Egypt in multi-billion-dollar airport spree
Egypt is in the midst of a drive costing two billion dollars or more to revamp its old airports and build new ones as it anticipates millions more tourists in the next few years.
Many of the projects are prompting bids from foreign firms such as those that run the airports in Frankfurt, Zurich and Amsterdam, as well as engineering companies and consultants from Europe and Canada.
When the current program is completed in about four years, Egypt will have a network of 26 modern airports, including seven new ones, with capacity sharply increased at the old ones, Egyptian aviation officials say.
"It is a revolution in civil aviation in Egypt," Captain Magdy Maurice, who heads the airport sector at the Civil Aviation Authority (CAA), told AFP.
Some 5.5 million foreign tourists visited Egypt last year and 10 million were expected to visit in 2005, tourism ministry officials said.
Tourism, like the Suez Canal and oil exports, is a multi-billion-dollar a year mainstay of the economy, although it was hit badly in the 1990s when Islamic militants attacked tourists. There has been no attack reported on foreigners since the Luxor massacre in November 1997.
Maurice said the airport expansion drive was aimed not only at boosting tourism but also at facilitating Egyptian exports, although foreign financial experts and investors saw it primarily as a tourist draw.
Stretched with financing the $300-million cost of upgrading 16 of its 19 existing airports, the government decided in 1997 to award Build-Operate-Transfer (BOT) concessions to private firms for 40 or 50 years.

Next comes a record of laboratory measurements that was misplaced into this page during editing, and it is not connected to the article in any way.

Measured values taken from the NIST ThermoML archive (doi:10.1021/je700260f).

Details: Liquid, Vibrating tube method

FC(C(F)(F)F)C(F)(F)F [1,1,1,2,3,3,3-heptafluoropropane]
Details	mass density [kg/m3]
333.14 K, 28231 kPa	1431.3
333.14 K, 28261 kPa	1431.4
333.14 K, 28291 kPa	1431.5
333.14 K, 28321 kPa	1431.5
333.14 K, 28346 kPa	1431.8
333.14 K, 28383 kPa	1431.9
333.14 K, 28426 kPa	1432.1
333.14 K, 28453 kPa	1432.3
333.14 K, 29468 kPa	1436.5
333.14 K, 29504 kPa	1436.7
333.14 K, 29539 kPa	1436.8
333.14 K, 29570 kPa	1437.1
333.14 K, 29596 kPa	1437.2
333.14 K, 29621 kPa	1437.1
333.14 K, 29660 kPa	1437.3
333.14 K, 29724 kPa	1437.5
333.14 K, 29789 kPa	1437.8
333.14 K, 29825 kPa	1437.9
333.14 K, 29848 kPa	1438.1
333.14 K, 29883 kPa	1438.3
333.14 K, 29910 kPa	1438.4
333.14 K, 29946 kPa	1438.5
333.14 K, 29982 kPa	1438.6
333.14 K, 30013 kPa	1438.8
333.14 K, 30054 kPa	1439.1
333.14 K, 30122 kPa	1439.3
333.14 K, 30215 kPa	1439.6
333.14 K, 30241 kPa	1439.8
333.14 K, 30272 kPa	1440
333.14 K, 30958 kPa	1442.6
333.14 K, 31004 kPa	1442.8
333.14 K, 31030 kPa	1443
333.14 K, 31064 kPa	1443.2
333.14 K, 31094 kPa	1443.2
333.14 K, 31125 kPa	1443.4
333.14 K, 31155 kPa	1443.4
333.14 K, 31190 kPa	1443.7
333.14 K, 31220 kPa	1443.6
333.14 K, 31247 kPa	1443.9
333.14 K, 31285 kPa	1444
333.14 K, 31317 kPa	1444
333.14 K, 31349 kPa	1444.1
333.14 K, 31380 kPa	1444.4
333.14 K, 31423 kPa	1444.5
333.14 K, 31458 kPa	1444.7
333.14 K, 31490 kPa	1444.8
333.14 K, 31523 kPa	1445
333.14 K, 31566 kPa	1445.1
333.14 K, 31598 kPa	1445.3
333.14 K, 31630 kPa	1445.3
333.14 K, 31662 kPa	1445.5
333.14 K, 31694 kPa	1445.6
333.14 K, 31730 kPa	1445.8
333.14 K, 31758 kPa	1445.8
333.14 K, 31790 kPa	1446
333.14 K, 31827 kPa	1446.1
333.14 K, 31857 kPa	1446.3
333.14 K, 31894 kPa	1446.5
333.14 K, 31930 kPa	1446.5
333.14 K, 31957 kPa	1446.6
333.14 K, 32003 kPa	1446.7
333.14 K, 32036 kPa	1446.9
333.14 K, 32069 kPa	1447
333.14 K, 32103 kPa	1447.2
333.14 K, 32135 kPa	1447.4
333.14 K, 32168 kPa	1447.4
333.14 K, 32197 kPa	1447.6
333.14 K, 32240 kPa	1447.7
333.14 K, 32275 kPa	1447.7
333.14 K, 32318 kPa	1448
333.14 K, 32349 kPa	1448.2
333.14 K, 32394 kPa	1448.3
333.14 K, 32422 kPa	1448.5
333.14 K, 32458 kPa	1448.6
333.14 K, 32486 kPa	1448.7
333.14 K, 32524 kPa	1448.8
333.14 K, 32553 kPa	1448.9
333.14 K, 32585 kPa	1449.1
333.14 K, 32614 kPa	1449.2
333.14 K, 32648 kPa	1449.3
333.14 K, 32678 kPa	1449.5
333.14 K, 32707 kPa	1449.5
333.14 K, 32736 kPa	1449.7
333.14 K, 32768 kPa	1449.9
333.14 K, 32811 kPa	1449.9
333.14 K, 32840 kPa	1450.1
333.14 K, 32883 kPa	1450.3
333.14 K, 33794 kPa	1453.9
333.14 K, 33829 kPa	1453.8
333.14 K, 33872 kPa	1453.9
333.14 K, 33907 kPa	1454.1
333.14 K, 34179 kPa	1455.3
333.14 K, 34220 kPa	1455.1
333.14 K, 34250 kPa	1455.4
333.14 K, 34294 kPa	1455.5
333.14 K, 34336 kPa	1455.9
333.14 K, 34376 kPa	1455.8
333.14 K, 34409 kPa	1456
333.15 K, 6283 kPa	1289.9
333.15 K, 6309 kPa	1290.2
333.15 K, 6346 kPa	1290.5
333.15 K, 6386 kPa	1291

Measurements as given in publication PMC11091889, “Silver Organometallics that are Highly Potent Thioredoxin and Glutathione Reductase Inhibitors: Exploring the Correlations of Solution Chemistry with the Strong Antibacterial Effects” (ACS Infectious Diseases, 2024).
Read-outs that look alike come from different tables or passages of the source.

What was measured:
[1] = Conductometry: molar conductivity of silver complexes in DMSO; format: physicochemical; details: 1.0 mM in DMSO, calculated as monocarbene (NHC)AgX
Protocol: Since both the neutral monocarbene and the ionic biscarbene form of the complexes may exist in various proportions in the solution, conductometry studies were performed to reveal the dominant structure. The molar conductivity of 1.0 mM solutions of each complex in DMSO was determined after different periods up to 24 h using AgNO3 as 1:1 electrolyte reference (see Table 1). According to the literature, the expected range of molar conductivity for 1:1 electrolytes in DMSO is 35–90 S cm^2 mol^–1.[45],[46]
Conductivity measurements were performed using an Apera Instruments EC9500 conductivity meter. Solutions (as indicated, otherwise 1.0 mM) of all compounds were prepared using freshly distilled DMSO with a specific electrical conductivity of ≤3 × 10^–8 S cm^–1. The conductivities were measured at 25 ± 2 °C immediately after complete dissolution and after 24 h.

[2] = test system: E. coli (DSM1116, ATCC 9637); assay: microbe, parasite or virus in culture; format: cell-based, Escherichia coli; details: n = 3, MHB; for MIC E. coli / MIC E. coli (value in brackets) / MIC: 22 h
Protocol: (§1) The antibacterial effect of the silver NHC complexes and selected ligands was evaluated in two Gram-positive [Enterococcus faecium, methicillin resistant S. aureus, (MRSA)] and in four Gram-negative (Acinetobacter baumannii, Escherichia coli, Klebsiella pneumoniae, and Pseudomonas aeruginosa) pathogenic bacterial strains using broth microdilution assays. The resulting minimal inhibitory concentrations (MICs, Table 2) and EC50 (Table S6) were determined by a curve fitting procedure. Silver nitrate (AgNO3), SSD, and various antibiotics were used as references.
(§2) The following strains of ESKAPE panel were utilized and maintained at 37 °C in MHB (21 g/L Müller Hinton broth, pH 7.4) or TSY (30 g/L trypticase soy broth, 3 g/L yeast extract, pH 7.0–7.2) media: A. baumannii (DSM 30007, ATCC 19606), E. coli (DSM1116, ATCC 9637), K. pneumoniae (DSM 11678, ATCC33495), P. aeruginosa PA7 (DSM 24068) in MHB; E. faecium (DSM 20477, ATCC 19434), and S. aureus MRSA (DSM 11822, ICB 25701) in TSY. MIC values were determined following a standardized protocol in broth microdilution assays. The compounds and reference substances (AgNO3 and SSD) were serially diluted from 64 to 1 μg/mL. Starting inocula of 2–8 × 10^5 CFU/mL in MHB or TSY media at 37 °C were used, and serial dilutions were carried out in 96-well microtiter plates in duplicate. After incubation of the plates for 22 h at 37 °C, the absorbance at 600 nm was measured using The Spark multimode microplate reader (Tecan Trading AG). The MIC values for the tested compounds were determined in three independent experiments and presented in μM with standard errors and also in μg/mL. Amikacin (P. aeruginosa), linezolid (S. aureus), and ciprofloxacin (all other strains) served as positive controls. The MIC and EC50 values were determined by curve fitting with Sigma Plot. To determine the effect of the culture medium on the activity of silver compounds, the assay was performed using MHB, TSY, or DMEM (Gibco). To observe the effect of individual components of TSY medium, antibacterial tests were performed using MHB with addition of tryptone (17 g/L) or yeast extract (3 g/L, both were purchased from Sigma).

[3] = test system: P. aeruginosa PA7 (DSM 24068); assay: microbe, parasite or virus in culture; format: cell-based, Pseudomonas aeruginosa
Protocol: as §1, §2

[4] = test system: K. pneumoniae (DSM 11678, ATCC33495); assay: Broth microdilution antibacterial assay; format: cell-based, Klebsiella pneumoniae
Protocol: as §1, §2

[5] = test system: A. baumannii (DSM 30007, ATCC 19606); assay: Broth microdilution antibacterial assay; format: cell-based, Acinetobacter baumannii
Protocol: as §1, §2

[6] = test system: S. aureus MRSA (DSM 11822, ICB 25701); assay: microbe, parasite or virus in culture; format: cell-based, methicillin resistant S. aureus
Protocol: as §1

"It costs a lot of money. The government is working now. At the same time, we're encouraging the private sector," Maurice said.
BOT projects that are underway or up for bid include a third terminal at Cairo International Airport and the expansion of the airport at Sharm Al-Sheikh, a Red Sea swimming and diving magnet for Europeans, Israelis and others.
The terminal-three project is ready for bidding and valued at more than $300 million, according to Netherlands Airport Consultants (NACO) BV, which has worked on the design.
Top bidders for Sharm el-Sheikh are Zurich-based Asea Brown Boveri, Montreal-based SNC Lavalin, France's Vinci as well as firms that run airports in Frankfurt, Zurich, and Amsterdam's Schiphol, ABB officials said. Bids are due to be opened next week.
The total cost of the Sharm Al-Sheikh project was estimated by one bidder at more than $200 million. Other BOT schemes include building new airports at Marsa Alam on the Red Sea, at El Alamein in the north, in the western desert oases at Farafra and Bahriya, and at Ras Sidr on the Gulf of Suez, Maurice said.
The total value of those projects is estimated at close to one billion dollars, according to published reports. Some of the participating firms are Egypt's Osman Ahmed Osman contractors, Aeroports de Paris (which has the operational management contract at Marsa Alam), Britain's Malicorp and Nordic Engineering Resource, a Norwegian-Egyptian consortium, and the Kuwaiti Kharafi group.
There are additional projects in Hurghada in the Red Sea, and in the southern Nile cities of Sohag and Luxor, as well as a new airport planned for Sixth of October City outside Cairo. CAA officials estimated the value of the combined projects at several billion dollars. — (AFP, Cairo)
by Lachlan Carmichael
© Agence France Presse 2001
© 2001 Mena Report (www.menareport.com)